Without limiting the scope of the invention, its background is described in connection with current methods of forming electrical connections to high-dielectric-constant materials, as an example.

The increasing density of integrated circuits (e.g. DRAMs) is increasing the need for materials with high-dielectric-constants to be used in electrical devices such as capacitors. The current method generally utilized to achieve higher capacitance per unit area is to increase the surface area/unit area by increasing the topography, such as in trench and stack capacitors using SiO2 or SiO2/Si3N4 as the dielectric. This approach becomes very difficult in terms of manufacturability for devices such as the 256 Mbit and 1 Gbit DRAMs.

An alternative approach is to use a high permittivity dielectric material. Many perovskite, ferroelectric, or high-dielectric-constant (hereafter abbreviated HDC) materials such as (Ba,Sr)TiO3 (BST) usually have much larger capacitance densities than standard SiO2—Si3N4—SiO2 capacitors. Various metals and metallic compounds, and typically noble metals such as Pt and conductive oxides such as RuO2, have been proposed as the electrodes for these HDC materials. To be useful in electronic devices, however, reliable electrical connections should generally be constructed which do not diminish the beneficial properties of these high-dielectric-constant materials.

SUMMARY OF THE INVENTION

As used herein the term high-dielectric-constant means a dielectric constant greater than about 150. The deposition of an HDC material usually occurs at high temperature (generally greater than about 500° C.) in an oxygen containing atmosphere. The lower electrode structure should be stable during this deposition, and both the lower and upper electrode structures should be stable after this deposition. There are several problems with the materials thus far chosen for the lower electrode in thin-film (generally less than 5 um) applications; many of these problems are related to semiconductor process integration. For example, Ru is generally not a standard integrated circuit manufacturing material, and it is also relatively toxic. Pt has several problems as a lower electrode which hinder it being used alone. Pt generally allows oxygen to diffuse through it and hence typically allows neighboring materials to oxidize. Pt also does not normally stick very well to traditional dielectrics such as SiO2 or Si3N4, and Pt can rapidly form a silicide at low temperatures. A Ta layer has been used as a sticking or buffer layer under the Pt electrode, however during BST deposition, oxygen can diffuse through the Pt and oxidize the Ta and make the Ta less conductive. This may possibly be acceptable for structures in which contact is made directly to the Pt layer instead of to the Ta layer, but there are other associated problems as described hereinbelow.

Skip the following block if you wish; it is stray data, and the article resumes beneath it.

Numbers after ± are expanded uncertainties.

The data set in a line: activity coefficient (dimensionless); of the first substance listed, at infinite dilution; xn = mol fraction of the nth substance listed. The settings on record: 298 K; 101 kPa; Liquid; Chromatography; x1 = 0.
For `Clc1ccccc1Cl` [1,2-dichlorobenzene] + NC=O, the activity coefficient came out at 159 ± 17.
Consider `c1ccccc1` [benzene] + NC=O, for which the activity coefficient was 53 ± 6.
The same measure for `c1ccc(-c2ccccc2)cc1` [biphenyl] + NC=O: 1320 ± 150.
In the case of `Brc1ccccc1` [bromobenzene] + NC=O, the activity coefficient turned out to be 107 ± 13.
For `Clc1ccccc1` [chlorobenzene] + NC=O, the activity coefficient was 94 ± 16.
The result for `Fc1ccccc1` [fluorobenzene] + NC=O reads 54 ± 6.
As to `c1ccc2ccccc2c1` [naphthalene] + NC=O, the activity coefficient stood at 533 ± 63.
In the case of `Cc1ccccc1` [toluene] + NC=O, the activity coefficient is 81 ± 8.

Other structures which have been proposed include alloys of Pt, Pd, Rh as the electrode and oxides made of Re, Os, Rh and Ir as the sticking layer on single crystal Si or poly-Si. A problem with these electrodes is that these oxides are generally not stable next to Si and that these metals typically rapidly form silicides at low temperatures (generally less than about 450° C.).

One difficulty with the previous solutions is that they generally utilize materials (e.g. Ru) which are unusual in a semiconductor fab. Another difficulty is that a relatively good dry etch for Pt or Ruo2 does not yet exist. As another example, there currently does not exist a commercial chemical vapor deposition process for Pt or Ru. In addition, Pt is normally a fast diffuser in Si and therefore can cause other problems. Also, most of the proposed electrode structures require several additional process steps which can be uneconomical. For example, there currently does not exist a commercial chemical vapor deposition process for Pt or Ru, nor a commercial dry etch for RuO2.

Generally, the instant invention uses a lightly donor doped perovskite as the electrode in a thin-film microelectronic structure. An electrode buffer layer may also be used as a sticking layer and/or diffusion barrier and/or electrical connection, if needed. A lightly donor doped perovskite generally has much less resistance than undoped, acceptor doped, or heavily donor doped HDC materials. The bulk resistivity of a typical lightly doped perovskite such as BaTiO3 is generally between about 10 to 100 ohm-cm. Also, this resistivity may be further decreased if the perovskite is exposed to reducing conditions. Conversely, the perovskite can achieve a high resistivity (about 1010-10 14 ohm-cm) for large donor concentrations. The amount of donor doping to make the material conductive (or resistive) is normally dependent on the process conditions (e.g. temperature, atmosphere, grain size, film thickness and composition). There exists a large number of perovskite, perovskite-like, ferroelectric or HDC oxides that can become conductive with light donor doping.

The deposition of the lightly donor doped perovskite lower electrode may be performed in a slightly reducing atmosphere in order to minimize the oxidation of the layer(s) underneath it. The subsequent deposition of the HDC dielectric material can require very oxidizing conditions, and the lightly donor doped perovskite lower electrode slows the oxidation rate of the layer(s) underneath it, thus inhibiting the formation of a substantially oxidized continuous resistive contact layer. Another benefit of this electrode system is that the lightly donor doped perovskite lower electrode does little or no reduction of the HDC dielectric material.

The disclosed structures generally provide electrical connection to HDC materials while eliminating many of the disadvantages of the current structures. One embodiment of this invention comprises a conductive lightly donor doped perovskite layer, and a high-dielectric-constant material layer overlaying the conductive lightly donor doped perovskite layer. The conductive lightly donor doped perovskite layer provides a substantially chemically and structurally stable electrical connection to the high-dielectric-constant material layer. A method of forming an embodiment of this invention comprises the steps of forming a conductive lightly donor doped perovskite layer, and forming a high-dielectric-constant material layer on the conductive lightly donor doped perovskite layer.